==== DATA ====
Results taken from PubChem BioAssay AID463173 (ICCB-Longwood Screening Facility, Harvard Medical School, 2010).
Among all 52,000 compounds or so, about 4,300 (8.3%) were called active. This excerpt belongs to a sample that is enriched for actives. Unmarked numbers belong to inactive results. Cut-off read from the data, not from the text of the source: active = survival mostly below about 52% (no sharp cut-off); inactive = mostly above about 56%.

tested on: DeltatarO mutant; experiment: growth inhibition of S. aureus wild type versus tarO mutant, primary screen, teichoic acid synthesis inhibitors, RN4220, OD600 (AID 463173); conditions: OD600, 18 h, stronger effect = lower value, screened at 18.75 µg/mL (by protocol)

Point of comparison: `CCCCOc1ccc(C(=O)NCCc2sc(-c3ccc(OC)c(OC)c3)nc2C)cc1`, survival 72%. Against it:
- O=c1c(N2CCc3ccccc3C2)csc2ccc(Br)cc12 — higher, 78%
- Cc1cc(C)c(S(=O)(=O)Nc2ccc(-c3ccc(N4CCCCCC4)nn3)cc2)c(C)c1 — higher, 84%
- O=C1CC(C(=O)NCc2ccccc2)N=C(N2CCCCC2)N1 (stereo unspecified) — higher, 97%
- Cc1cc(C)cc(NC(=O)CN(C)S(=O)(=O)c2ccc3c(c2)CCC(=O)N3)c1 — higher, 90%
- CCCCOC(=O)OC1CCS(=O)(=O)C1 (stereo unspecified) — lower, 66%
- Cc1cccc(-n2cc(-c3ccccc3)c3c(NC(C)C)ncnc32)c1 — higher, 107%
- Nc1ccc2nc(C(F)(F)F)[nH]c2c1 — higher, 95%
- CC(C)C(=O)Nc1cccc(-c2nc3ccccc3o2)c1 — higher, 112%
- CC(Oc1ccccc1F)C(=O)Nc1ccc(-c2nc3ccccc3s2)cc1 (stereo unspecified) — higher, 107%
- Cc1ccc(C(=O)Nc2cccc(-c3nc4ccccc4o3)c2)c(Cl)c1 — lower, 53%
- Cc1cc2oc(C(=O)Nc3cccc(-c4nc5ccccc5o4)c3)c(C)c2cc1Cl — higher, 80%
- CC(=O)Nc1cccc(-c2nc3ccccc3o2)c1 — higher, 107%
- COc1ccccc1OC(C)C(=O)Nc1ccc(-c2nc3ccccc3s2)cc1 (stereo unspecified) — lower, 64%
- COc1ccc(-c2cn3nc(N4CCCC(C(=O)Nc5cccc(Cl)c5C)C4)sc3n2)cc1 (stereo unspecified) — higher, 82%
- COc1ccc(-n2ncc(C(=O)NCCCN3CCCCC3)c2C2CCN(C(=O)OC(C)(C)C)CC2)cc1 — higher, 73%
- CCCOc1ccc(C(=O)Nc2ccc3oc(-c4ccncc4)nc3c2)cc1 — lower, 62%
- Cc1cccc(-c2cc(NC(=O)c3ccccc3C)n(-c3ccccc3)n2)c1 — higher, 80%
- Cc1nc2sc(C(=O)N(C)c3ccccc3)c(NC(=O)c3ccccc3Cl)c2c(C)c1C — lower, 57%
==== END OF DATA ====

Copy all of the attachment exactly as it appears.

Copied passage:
Results taken from PubChem BioAssay AID463173 (ICCB-Longwood Screening Facility, Harvard Medical School, 2010).
Among all 52,000 compounds or so, about 4,300 (8.3%) were called active. This excerpt belongs to a sample that is enriched for actives. Unmarked numbers belong to inactive results. Cut-off read from the data, not from the text of the source: active = survival mostly below about 52% (no sharp cut-off); inactive = mostly above about 56%.

tested on: DeltatarO mutant; experiment: growth inhibition of S. aureus wild type versus tarO mutant, primary screen, teichoic acid synthesis inhibitors, RN4220, OD600 (AID 463173); conditions: OD600, 18 h, stronger effect = lower value, screened at 18.75 µg/mL (by protocol)

Point of comparison: `CCCCOc1ccc(C(=O)NCCc2sc(-c3ccc(OC)c(OC)c3)nc2C)cc1`, survival 72%. Against it:
- O=c1c(N2CCc3ccccc3C2)csc2ccc(Br)cc12 — higher, 78%
- Cc1cc(C)c(S(=O)(=O)Nc2ccc(-c3ccc(N4CCCCCC4)nn3)cc2)c(C)c1 — higher, 84%
- O=C1CC(C(=O)NCc2ccccc2)N=C(N2CCCCC2)N1 (stereo unspecified) — higher, 97%
- Cc1cc(C)cc(NC(=O)CN(C)S(=O)(=O)c2ccc3c(c2)CCC(=O)N3)c1 — higher, 90%
- CCCCOC(=O)OC1CCS(=O)(=O)C1 (stereo unspecified) — lower, 66%
- Cc1cccc(-n2cc(-c3ccccc3)c3c(NC(C)C)ncnc32)c1 — higher, 107%
- Nc1ccc2nc(C(F)(F)F)[nH]c2c1 — higher, 95%
- CC(C)C(=O)Nc1cccc(-c2nc3ccccc3o2)c1 — higher, 112%
- CC(Oc1ccccc1F)C(=O)Nc1ccc(-c2nc3ccccc3s2)cc1 (stereo unspecified) — higher, 107%
- Cc1ccc(C(=O)Nc2cccc(-c3nc4ccccc4o3)c2)c(Cl)c1 — lower, 53%
- Cc1cc2oc(C(=O)Nc3cccc(-c4nc5ccccc5o4)c3)c(C)c2cc1Cl — higher, 80%
- CC(=O)Nc1cccc(-c2nc3ccccc3o2)c1 — higher, 107%
- COc1ccccc1OC(C)C(=O)Nc1ccc(-c2nc3ccccc3s2)cc1 (stereo unspecified) — lower, 64%
- COc1ccc(-c2cn3nc(N4CCCC(C(=O)Nc5cccc(Cl)c5C)C4)sc3n2)cc1 (stereo unspecified) — higher, 82%
- COc1ccc(-n2ncc(C(=O)NCCCN3CCCCC3)c2C2CCN(C(=O)OC(C)(C)C)CC2)cc1 — higher, 73%
- CCCOc1ccc(C(=O)Nc2ccc3oc(-c4ccncc4)nc3c2)cc1 — lower, 62%
- Cc1cccc(-c2cc(NC(=O)c3ccccc3C)n(-c3ccccc3)n2)c1 — higher, 80%
- Cc1nc2sc(C(=O)N(C)c3ccccc3)c(NC(=O)c3ccccc3Cl)c2c(C)c1C — lower, 57%